The Physician's Existential Dilemma

Home / Campus / ( Published on 2017-09-30 )

By Ana Dolatabadi, Psy.D., M.A. 

The physician’s encounter with patient suffering and death inevitability tugs at the existential nature of one’s own mortality.  This can cause inner conflict which may originate from the intrinsic and inescapable experience of death and the human being’s existence in the world relating to meaning, purpose, and value.  Aase, Nordenhaug & Malterud (2008) reported that most physicians could deal with patient death but “mostly keep it at a distance” especially since vulnerability was perceived as “a burden to be handled” (pg. 768). Physicians can have strong emotional reactions to patients’ death.  Greif-related job stress can lead to burn-out, which on average affects more than 50% of physicians (Medscape Lifestyle Report, 2013).  By confronting one’s own existential anxieties there may be more of a capacity to address patient anxieties and better process and cope with patient death.

You may still be asking yourself, why entertain this dark, scary, and unavoidable aspect of life when I don’t even have time to do laundry? The fear of having to investigate overwhelming negative feelings could dissuade you from internal investigation.  The conscious exploration of this matter can often be ignored in developing and seasoned physicians alike due to time and space. This may result in a continuous undercurrent of “death” anxiety or perhaps, occasions of unruly eruptions of fear unconsciously manifesting itself in various forms.  Death anxiety refers the fear of and anxiety related to the anticipation, and awareness, of dying, death, and nonexistence (Gellman & Turner, 2013). This anxiety can also contribute to symptoms of worry, depression, and stress. Confronting your own mortality and existential anxieties can help to reduce stress and, suffering, and allow you to reenter life in a richer, more meaningful, and compassionate way. Furthermore, it can make you feel more connected to your patients and their family’s experiences of losing a loved one.

For the growing physician, adjustment to medical culture and evolving professional identity- moving from student to expert- is in development.  Combining this process with the increased exposure to patient suffering and death can potentially make it even more difficult to address existential anxieties and can result in prioritizing career enhancement over emotional and psychological well-being. Unhealthy coping strategies such as overworking, needing to control, and having a sense of personal omnipotence may arise in efforts to achieve symbolic immortality, defined as a quest to obtain a sense of continuity or imperishable legacy in efforts to stay connected to human life even after death (Lifton & Olson, 1974; Yalom, 1980). Physicians may also absorb the identity of being ‘godlike’ and ‘all-powerful’ when patients place them in that role in efforts to cope with their fears. The more ‘godlike’ one believes themselves to be, the more one views the self as immortal, reinforcing the denial of one’s own death.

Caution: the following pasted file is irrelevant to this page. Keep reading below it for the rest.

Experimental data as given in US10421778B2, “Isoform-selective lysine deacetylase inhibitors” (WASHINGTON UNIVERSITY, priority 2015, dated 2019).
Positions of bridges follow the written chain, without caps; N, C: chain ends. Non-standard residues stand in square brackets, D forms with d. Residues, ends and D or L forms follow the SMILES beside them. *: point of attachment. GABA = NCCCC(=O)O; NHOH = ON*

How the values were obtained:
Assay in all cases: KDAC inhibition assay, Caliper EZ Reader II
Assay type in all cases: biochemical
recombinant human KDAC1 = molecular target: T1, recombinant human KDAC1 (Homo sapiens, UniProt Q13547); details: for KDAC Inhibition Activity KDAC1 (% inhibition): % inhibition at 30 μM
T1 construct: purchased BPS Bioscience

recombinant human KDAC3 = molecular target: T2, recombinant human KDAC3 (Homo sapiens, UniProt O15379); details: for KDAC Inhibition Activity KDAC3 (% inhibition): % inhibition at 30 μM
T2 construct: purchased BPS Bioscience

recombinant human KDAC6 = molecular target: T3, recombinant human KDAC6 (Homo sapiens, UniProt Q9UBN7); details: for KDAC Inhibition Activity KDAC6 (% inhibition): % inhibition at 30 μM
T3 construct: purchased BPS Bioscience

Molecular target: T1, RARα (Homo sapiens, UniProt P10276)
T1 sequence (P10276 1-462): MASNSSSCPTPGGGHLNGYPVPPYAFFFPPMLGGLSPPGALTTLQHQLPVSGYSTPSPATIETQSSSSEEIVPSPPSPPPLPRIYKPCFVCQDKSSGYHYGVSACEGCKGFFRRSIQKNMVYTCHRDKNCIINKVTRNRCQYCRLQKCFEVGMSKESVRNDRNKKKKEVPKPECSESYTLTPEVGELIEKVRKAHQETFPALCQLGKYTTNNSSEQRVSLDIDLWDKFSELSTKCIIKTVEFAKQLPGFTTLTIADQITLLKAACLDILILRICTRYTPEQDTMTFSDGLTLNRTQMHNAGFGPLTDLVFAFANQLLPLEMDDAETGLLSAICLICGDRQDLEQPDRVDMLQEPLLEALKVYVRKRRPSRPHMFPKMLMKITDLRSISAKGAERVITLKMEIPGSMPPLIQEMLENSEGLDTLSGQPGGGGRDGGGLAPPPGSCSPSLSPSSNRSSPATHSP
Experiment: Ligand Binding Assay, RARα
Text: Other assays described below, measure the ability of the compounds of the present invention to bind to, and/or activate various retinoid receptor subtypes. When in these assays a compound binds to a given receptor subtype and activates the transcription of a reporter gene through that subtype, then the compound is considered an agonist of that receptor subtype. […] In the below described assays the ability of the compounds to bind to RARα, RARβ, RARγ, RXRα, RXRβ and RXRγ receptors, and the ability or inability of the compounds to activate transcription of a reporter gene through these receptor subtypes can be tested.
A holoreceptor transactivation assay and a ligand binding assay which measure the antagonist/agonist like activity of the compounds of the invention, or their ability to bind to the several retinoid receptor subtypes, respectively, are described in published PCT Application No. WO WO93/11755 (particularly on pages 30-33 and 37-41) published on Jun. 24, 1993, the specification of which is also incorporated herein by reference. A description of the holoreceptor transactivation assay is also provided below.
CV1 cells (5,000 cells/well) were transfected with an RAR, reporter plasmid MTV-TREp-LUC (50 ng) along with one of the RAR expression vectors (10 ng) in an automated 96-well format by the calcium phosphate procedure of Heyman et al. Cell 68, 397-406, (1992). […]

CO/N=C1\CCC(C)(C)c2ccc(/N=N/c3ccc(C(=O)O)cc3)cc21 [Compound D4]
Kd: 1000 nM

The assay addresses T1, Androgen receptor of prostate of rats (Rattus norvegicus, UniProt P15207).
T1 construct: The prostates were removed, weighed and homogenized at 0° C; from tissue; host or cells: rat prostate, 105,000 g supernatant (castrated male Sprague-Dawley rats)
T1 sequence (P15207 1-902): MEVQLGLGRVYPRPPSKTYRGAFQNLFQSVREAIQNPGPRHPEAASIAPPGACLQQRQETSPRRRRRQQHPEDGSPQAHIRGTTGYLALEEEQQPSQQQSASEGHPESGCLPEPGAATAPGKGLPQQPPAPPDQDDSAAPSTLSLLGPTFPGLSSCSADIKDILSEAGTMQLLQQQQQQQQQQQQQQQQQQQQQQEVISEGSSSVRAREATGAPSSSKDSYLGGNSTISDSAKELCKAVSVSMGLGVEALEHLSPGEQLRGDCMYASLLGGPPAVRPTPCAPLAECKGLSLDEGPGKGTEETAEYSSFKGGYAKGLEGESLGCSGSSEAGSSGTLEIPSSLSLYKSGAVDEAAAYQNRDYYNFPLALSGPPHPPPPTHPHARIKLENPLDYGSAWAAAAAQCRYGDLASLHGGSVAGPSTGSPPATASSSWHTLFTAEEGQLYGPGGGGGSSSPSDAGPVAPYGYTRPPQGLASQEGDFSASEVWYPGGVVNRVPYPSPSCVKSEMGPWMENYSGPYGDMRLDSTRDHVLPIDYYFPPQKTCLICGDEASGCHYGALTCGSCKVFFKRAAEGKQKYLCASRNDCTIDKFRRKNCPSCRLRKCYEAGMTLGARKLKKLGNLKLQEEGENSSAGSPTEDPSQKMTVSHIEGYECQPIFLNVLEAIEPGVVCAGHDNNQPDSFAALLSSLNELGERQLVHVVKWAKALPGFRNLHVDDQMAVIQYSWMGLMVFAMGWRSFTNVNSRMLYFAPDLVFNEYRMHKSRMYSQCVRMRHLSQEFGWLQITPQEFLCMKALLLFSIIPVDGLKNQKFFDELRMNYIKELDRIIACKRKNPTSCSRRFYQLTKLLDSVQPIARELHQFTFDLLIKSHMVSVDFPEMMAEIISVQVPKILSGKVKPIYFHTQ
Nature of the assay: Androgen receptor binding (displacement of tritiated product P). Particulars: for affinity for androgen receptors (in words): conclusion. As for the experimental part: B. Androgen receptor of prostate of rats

So where do we begin? 

  1. Acknowledgment that it is frightening to take a hard look at our death and existential anxieties.  If we can acknowledge our anxieties with courage we have an opportunity to attend to our existential thoughts and behaviors, bringing it out of the shadow of our experience.
  2. “Meaning is something to be found, not given. Man cannot invent it but must discover it” (Yalom, 1980). When facing our own mortality and finitude of our human experience we may ask ourselves, why am I here? What gives my life purpose?  What do I want from life?  Where is the source of meaning for me in life? And in contemplation of these questions we can look at the current forecast of our experience and further ask ourselves, do I like the direction of my life?  Am I pleased with who I am? Am I aligned with my values or is it time to let go of values that no longer serve me or are out of alignment with what makes me feel alive?     
  3. One avenue to meaning is found through interpersonal relationships with family, friends, colleagues, romantic partners, community, and even our patients.  We impact those around us and are interconnected to the world and the lives of others. This knowing can remedy our sense of isolation or loneliness.  In contemplation of this we may realize this is an area in our life we want to enhance.  

Finally, seeking counseling services and working collaboratively with a professional can provide a supportive environment to explore existential thoughts, feelings and experiences both personally and professionally. If you are interested in setting up an appointment through the Faculty & Staff Assistance Program, please call 415-476-8279.


Aase, M., Nordrehaug, J. E., & Malterud, K. (2008). “If you cannot tolerate that risk, you should never become a physician”: a qualitative study about existential experiences among physicians. Journal of Medical Ethics, 34(11), 767-771.

Gellman, M. D., & Turner, J. R. (2013). Encyclopedia of behavioral medicine. New York, NY: Springer.

Lifton, R. & Olson, E. (1974). Living and Dying. New York: Praeger.

Medscape Lifestyle Report. (2013). Physician lifestyles – linking to burnout: A Medscape survey. Retrieved from slideshow/lifestyle/2013/public#1

Yalom, I. D. (1980). Existential psychotherapy. New York, NY: Basic Books

Yalom, I. D. (2008). Staring at the sun. San Francisco, Ca: Jossey-Bass.